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Another baby, another trip to Nymph Lake

Started: 2015-08-09 12:52:11

Submitted: 2015-08-09 13:20:30

Visibility: World-readable

In which the intrepid narrator again takes his family to Nymph Lake

In August 2009, when Calvin was about four months old, Kiesa and I took him on a hike to Nymph Lake, which we deemed a success since everyone survived the adventure. Last weekend we decided to reprise the hike, with Calvin running ahead (or lagging behind) and Julian in the baby carrier. (I had originally intended the outing to include our new au pair, to show off our exciting mountains in Colorado, but she declined the invitation.)

Getting out of the house with two children, aged four months and six years, is an accomplishment in its own right. Calvin can mostly take care of himself but requires constant nagging to make sure he's dressed, eaten, pottied, wearing shoes, and actually in the car with everyone else (without getting sidetracked by Legos or audiobooks on the iPad, or both). Julian is still trying to adjust his nap schedule (though without the benefit of telling us what he really wants to do), and requires fairly active attention to get him to sleep most of the time. The novelty of being able to turn our backs on him for five minutes at a time (something we could never do with Calvin) is wearing thin; he still wants to change activities every ten or fifteen minutes and requires a fair amount of time to feed. (Kiesa has declared victory on breastfeeding and is transitioning Julian to exclusive formula-feeding, now that we've found a hypo-allergenic formula he will actually eat.)

On our drive up to Estes Park we encountered the 112-mile bike race portion of Boulder's Ironman triathlon, which clogged the rural two-lane roads we used to get from Gunbarrel to Lyons. Kiesa, driving our recently-acquired previously-owned minivan, did not appreciate having to share the road with quite so many slow-moving cyclists.

Ironman triathlon aid station on Nelson Road
Ironman triathlon aid station on Nelson Road

We used the Fall River entrance to Rocky Mountain National Park to bypass some of the crowds in Estes Park and the more-popular (and more-direct) Beaver Meadows entrance, and ate lunch overlooking Sheep Lake, where bighorn sheep will come to rut in the fall. We got what might be our first family picture with Julian at the end of the parking lot, overlooking the idle valley of the Roaring River with the Mummy Range in the background.

Kiesa, Calvin, Jaeger, and Julian in Horseshoe Park, Rocky Mountain National Park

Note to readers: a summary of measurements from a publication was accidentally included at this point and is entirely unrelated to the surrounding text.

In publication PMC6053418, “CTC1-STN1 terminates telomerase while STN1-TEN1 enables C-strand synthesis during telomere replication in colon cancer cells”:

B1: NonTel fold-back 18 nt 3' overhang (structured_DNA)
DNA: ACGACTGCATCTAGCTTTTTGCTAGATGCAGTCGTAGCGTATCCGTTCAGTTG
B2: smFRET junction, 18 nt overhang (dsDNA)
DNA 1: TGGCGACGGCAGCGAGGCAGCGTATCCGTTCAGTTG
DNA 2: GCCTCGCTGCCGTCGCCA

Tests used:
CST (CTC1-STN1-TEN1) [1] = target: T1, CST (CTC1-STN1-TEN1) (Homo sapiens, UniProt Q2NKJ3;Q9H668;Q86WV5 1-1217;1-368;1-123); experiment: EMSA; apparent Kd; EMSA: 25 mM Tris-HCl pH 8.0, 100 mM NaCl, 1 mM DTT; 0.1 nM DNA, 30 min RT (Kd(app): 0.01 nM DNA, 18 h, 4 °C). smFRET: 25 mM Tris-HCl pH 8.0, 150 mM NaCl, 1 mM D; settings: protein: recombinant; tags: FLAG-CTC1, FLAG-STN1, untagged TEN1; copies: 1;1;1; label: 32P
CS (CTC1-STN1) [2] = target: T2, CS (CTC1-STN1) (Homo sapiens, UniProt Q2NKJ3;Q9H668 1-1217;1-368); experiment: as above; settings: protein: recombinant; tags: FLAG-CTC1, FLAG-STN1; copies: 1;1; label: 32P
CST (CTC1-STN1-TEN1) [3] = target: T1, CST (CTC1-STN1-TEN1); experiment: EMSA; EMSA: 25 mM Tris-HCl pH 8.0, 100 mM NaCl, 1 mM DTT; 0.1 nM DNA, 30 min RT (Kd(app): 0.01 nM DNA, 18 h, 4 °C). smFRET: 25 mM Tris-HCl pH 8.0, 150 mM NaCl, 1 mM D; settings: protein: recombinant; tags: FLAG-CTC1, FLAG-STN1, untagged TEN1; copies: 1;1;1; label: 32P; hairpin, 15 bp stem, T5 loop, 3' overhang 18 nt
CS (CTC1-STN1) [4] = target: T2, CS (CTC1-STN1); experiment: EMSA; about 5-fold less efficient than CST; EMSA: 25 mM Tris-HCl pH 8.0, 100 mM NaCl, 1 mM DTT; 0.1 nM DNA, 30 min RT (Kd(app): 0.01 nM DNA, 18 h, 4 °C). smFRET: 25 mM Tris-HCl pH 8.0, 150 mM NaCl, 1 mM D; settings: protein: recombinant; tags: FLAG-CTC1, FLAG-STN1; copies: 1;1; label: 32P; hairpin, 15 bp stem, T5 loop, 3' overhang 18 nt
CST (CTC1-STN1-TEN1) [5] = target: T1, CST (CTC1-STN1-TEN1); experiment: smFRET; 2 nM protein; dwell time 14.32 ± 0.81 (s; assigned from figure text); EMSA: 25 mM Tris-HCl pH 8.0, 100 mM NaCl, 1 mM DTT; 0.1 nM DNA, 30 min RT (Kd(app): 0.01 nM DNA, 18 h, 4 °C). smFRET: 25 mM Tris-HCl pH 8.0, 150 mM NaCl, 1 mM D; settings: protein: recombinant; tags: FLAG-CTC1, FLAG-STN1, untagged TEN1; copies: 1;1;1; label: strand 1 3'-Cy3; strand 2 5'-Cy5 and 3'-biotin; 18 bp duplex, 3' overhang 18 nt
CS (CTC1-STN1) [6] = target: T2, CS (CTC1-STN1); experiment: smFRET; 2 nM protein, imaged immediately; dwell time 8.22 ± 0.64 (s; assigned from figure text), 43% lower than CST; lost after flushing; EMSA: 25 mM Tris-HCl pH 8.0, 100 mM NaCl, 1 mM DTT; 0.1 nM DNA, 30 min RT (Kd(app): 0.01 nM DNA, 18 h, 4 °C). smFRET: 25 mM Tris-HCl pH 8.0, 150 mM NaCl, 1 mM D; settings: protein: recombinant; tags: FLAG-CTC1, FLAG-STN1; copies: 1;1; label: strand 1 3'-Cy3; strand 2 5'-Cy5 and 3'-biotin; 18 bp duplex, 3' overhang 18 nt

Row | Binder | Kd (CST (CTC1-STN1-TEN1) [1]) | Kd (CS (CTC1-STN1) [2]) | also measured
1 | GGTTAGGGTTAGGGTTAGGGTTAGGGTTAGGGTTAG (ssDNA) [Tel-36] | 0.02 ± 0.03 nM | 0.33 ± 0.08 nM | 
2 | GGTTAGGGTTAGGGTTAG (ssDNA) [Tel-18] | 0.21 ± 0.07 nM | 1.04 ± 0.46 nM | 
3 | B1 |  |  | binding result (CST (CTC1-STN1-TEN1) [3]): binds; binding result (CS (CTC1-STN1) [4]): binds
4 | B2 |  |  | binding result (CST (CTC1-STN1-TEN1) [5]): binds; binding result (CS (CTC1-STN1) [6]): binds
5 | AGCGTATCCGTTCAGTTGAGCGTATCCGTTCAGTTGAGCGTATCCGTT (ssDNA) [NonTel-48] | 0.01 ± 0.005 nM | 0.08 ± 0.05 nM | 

Kiesa, Calvin, Jaeger, and Julian in Horseshoe Park, Rocky Mountain National Park

We took the shuttle bus from the park-and-ride up to Bear Lake, though by the time we arrived at Bear Lake it was late enough in the day that enough people had left to leave parking spaces. It was raining lightly as we pulled into Bear Lake, and the shuttle bus shelter was packed with people waiting for a ride back down to their cars. I did not have proper rain gear but the rain was not heavy enough to actually bother me.

Calvin, Kiesa, and Julian on the Bear Lake shuttle bus
Calvin, Kiesa, and Julian on the Bear Lake shuttle bus
Kiesa and Julian on the Bear Lake shuttle bus
Kiesa and Julian on the Bear Lake shuttle bus

We headed up the paved trail to Nymph Lake in the throngs of tourists. Calvin did not feel bound by the trail; he wanted to jump up on the rocks on either side of the trail, and needed to be reminded to not run in front of other people, regardless of where they were walking. We arrived at Nymph Lake and took a photo reprising our original photo of Calvin, six years ago:

Kiesa and Julian at Nymph Lake
Kiesa and Julian at Nymph Lake

For comparison, here's the equivalent photo of Calvin, six years ago:

Calvin and Jaeger at Nymph Lake
Calvin and Jaeger at Nymph Lake

This time Calvin was more mobile, and poked around the side of the lake until we decided it was time to go back.

Calvin plays at Nymph Lake
Calvin plays at Nymph Lake

We declared the expedition a success, on the grounds that we all survived the outing, and Julian didn't really start fussing until we were most of the way home -- at which point I managed to twist around in my seat and bottle-feed him in his car seat, which actually worked well enough.

It's probably a mistake to let filmmakers talk about their films.
- James Cameron, _The Abyss_ Special Edition